Mayor’s Spokesperson Jumps Ship, Joins Port

I missed it the first time I looked at the front page of the today’s Cape Breton Post, but then again, it wasn’t exactly given big play: just a sidebar next to the headline stories about flood mitigation and recovering policemen.

Eventually, though, I saw it:

Cape Breton Post, 30 May 2018

Cape Breton Post, 30 May 2018

Yes, the mayor’s “political” hire, who was tapped without a competition for a job CBRM Mayor Cecil Clarke created out of whole cloth for her in 2012, is making the move to the Port of Sydney where she will supervise the cruise division for the next year. Lamey’s new job — interim manager of cruise marketing and development — has opened up because Nicole MacAulay, who has been serving as “acting” manager since the departure of Bernadette MacNeil who was injured in a car accident, is going on maternity leave.

Now, I had heard a rumor that Lamey was going to be hired as a communications person at the Port which caused me, personally, no end of panic — I assumed I’d never get an answer about anything Port-related again, given that Lamey rarely answers any of my emails. (She told me, memorably, once that when I was prepared to offer the mayor “fair and balanced coverage” — as judged, apparently, by his partisan political spokesperson — she’d start getting back to me.)

I contacted Port CEO Marlene Usher on Monday to ask if there was any truth to this rumor and she told me:

We are hiring on contract an individual to replace Nicole (who is replacing Bernadette) while on maternity leave.

The position was advertised and all interviews have been conducted by a panel.

We have not concluded the process yet so I cannot disclose yet who is the successful candidate.

I asked who was on the panel and when I could expect an announcement about the successful candidate. Usher replied:

Nicole MacAulay, [Port General Manager] Paul Carrigan and myself.

Once we notify the other candidates and sign an employment contract we will be in a position to confirm. There will be no formal announcement for a contract employee. [emphasis mine]

Usher’s desire for privacy in this matter — because really, why should the public know anything about hirings at the port it owns? — was stymied by the Post which seems to have gone directly to Lamey for confirmation (and she, apparently, responds to their emails).



But I will rise above my own personal pique to consider Lamey’s qualifications for the cruise marketing job, which was apparently posted on 10 April 2018 with a closing date of 18 April 2018, and in which she will, as you can see in the job description, handle communications for the cruise business:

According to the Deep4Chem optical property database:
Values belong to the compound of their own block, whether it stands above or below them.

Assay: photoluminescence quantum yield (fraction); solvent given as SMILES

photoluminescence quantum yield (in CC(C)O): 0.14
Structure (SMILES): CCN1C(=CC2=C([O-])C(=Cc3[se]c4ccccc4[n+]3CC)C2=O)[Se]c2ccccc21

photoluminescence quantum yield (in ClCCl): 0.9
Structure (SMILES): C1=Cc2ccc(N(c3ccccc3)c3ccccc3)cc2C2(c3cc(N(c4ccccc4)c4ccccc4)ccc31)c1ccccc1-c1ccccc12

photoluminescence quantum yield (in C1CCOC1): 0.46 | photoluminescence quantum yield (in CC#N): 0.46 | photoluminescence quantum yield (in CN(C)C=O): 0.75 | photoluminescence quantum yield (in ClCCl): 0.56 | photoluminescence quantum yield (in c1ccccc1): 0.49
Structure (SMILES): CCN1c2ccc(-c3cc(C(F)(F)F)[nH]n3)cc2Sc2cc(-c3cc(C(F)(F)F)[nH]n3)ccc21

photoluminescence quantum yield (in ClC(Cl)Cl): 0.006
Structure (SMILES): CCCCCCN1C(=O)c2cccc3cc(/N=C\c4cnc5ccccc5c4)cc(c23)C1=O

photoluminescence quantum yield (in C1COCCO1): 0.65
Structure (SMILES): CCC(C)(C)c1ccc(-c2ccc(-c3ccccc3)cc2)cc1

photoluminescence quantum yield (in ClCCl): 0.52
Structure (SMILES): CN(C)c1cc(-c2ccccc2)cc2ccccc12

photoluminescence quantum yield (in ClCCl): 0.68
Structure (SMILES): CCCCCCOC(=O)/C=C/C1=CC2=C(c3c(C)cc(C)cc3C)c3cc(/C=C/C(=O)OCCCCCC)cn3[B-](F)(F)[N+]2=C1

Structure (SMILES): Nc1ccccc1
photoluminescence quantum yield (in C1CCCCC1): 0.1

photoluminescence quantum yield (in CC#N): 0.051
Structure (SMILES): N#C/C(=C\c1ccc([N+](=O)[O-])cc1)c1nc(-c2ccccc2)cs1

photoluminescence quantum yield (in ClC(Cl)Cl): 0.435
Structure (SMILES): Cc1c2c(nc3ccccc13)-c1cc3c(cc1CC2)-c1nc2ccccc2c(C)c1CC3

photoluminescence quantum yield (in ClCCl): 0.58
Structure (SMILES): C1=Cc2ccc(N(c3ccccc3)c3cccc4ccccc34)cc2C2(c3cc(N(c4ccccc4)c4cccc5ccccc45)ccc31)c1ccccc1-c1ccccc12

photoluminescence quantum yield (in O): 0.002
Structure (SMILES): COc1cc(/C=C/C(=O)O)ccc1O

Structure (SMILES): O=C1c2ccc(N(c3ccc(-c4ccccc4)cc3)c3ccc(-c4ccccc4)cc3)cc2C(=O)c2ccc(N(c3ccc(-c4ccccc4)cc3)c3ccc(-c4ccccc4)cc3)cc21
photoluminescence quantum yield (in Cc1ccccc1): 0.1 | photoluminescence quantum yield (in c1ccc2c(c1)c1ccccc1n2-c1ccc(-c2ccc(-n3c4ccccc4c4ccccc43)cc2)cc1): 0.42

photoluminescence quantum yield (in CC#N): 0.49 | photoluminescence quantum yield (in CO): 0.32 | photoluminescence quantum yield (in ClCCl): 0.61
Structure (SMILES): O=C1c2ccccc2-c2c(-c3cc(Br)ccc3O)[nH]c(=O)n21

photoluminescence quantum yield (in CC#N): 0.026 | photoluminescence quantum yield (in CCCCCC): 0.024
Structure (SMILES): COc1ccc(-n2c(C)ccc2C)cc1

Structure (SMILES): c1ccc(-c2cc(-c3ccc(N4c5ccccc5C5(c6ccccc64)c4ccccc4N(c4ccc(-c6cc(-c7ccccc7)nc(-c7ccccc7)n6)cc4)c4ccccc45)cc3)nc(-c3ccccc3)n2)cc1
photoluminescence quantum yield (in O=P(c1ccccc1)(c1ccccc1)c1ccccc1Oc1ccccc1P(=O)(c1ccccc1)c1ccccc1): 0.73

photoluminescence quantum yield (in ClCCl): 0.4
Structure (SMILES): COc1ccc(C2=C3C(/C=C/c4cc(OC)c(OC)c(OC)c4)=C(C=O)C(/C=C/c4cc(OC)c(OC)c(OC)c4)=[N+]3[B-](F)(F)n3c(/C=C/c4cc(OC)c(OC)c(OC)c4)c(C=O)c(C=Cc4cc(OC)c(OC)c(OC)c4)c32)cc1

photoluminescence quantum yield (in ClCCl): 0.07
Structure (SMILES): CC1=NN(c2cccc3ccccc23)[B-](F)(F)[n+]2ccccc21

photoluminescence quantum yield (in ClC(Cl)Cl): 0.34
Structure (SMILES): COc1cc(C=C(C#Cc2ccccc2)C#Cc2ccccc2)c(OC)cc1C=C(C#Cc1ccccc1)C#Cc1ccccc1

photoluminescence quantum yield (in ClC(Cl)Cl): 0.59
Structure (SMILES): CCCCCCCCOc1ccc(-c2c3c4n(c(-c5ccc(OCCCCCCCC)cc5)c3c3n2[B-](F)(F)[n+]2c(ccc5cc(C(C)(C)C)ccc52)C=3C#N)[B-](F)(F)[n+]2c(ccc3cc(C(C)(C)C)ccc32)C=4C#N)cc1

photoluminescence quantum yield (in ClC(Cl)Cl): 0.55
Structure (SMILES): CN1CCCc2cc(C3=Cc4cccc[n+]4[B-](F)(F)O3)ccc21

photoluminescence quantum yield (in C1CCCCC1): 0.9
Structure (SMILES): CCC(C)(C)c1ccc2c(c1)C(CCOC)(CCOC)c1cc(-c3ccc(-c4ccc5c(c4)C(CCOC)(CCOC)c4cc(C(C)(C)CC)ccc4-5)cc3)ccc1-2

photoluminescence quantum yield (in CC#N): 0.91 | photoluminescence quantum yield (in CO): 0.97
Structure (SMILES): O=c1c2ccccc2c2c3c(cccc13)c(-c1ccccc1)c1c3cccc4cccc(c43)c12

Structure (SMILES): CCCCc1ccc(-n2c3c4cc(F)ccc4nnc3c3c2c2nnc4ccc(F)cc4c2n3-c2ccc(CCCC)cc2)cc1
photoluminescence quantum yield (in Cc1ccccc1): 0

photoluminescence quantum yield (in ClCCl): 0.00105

Here is how she describes herself on her (recently revamped) LinkedIn page (which features a photo of the Port in which a cruise ship figures prominently):

Christina Lamey has over 20 years of experience in the fields of journalism, television production, graphic design, politics and government. She has managed media relations and communications for federal, provincial and municipal elected officials. She was the communications director for one of Nova Scotia’s major political parties and is currently the communications advisor in the Mayor’s Office in Atlantic Canada’s third-largest municipality.

Prior to working in politics and government, Christina co-founded a newspaper, produced and edited documentaries for Canadian and international broadcasters and worked in television post-production as an editor.

Christina is the Chair of the Female Minor Hockey Council in CBRM. She is also the past-President of the Nova Scotia Women’s Hockey League, the largest and fastest growing women’s league in Atlantic Canada.

Do you see anything in that that screams: CRUISE MARKETING AND DEVELOPMENT?

No, I don’t either. I see the latest chapter in a “You Scratch My Back, I’ll Scratch Yours” saga that started with Usher, in her former incarnation as an Enterprise Cape Breton Corporation (ECBC) executive, securing the money necessary for Business Cape Breton (BCB) to hire Cecil Clarke (without a job competition) as an economic development adviser. In return Clarke, after being elected mayor in 2012, tapped Usher to head the Port of Sydney Development Corporation (without a job competition) and hired Lamey as a spokesperson (without a job competition). Now Usher has also hired Lamey, who is getting out of the mayor’s office before the mayor does.

That there at least was a job competition this time represents, I guess, some kind of progress, although I’ve actually heard people argue that flat-out patronage hiring is kinder than fake competitive hiring, where people are made to think they have a chance at jobs they haven’t a hope in hell of getting. (For the record, I don’t buy that argument, mostly because I think we should demand better than that.)

I would very much like to know who else applied for the job and what kind of criteria the panel used in its decision-making process.

I wonder how those people felt when they read today’s Post?